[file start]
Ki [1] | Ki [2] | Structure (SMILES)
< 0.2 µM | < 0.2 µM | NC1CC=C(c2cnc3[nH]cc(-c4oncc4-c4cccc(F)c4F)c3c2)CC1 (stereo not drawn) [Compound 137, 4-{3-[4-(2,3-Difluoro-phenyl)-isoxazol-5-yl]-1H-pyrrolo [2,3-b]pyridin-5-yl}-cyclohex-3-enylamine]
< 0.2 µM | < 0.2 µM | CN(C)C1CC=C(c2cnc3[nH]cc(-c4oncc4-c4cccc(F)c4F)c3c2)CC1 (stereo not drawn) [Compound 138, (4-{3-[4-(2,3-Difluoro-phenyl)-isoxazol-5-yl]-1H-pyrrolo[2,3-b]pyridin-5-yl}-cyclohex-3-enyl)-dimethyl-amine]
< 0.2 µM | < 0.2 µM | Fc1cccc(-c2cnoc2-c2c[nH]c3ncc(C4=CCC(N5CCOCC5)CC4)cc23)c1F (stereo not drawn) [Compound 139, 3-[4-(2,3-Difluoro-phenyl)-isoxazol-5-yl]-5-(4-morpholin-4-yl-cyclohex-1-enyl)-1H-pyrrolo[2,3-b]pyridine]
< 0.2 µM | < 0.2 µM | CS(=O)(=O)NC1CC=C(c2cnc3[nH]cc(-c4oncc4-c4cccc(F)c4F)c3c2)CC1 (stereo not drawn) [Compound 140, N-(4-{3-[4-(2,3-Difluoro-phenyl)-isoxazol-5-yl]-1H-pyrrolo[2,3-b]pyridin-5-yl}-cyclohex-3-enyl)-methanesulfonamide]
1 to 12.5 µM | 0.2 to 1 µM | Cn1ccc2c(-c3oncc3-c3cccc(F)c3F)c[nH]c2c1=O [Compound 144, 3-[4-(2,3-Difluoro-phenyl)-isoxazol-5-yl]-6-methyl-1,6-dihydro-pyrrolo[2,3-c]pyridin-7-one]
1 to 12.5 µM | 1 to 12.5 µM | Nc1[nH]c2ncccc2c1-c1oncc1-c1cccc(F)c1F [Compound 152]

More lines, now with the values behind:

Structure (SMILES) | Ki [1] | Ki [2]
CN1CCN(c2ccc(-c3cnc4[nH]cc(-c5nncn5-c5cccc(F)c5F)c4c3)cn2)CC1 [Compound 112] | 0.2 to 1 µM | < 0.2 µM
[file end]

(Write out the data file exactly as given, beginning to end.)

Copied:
Ki [1] | Ki [2] | Structure (SMILES)
< 0.2 µM | < 0.2 µM | NC1CC=C(c2cnc3[nH]cc(-c4oncc4-c4cccc(F)c4F)c3c2)CC1 (stereo not drawn) [Compound 137, 4-{3-[4-(2,3-Difluoro-phenyl)-isoxazol-5-yl]-1H-pyrrolo [2,3-b]pyridin-5-yl}-cyclohex-3-enylamine]
< 0.2 µM | < 0.2 µM | CN(C)C1CC=C(c2cnc3[nH]cc(-c4oncc4-c4cccc(F)c4F)c3c2)CC1 (stereo not drawn) [Compound 138, (4-{3-[4-(2,3-Difluoro-phenyl)-isoxazol-5-yl]-1H-pyrrolo[2,3-b]pyridin-5-yl}-cyclohex-3-enyl)-dimethyl-amine]
< 0.2 µM | < 0.2 µM | Fc1cccc(-c2cnoc2-c2c[nH]c3ncc(C4=CCC(N5CCOCC5)CC4)cc23)c1F (stereo not drawn) [Compound 139, 3-[4-(2,3-Difluoro-phenyl)-isoxazol-5-yl]-5-(4-morpholin-4-yl-cyclohex-1-enyl)-1H-pyrrolo[2,3-b]pyridine]
< 0.2 µM | < 0.2 µM | CS(=O)(=O)NC1CC=C(c2cnc3[nH]cc(-c4oncc4-c4cccc(F)c4F)c3c2)CC1 (stereo not drawn) [Compound 140, N-(4-{3-[4-(2,3-Difluoro-phenyl)-isoxazol-5-yl]-1H-pyrrolo[2,3-b]pyridin-5-yl}-cyclohex-3-enyl)-methanesulfonamide]
1 to 12.5 µM | 0.2 to 1 µM | Cn1ccc2c(-c3oncc3-c3cccc(F)c3F)c[nH]c2c1=O [Compound 144, 3-[4-(2,3-Difluoro-phenyl)-isoxazol-5-yl]-6-methyl-1,6-dihydro-pyrrolo[2,3-c]pyridin-7-one]
1 to 12.5 µM | 1 to 12.5 µM | Nc1[nH]c2ncccc2c1-c1oncc1-c1cccc(F)c1F [Compound 152]

More lines, now with the values behind:

Structure (SMILES) | Ki [1] | Ki [2]
CN1CCN(c2ccc(-c3cnc4[nH]cc(-c5nncn5-c5cccc(F)c5F)c4c3)cn2)CC1 [Compound 112] | 0.2 to 1 µM | < 0.2 µM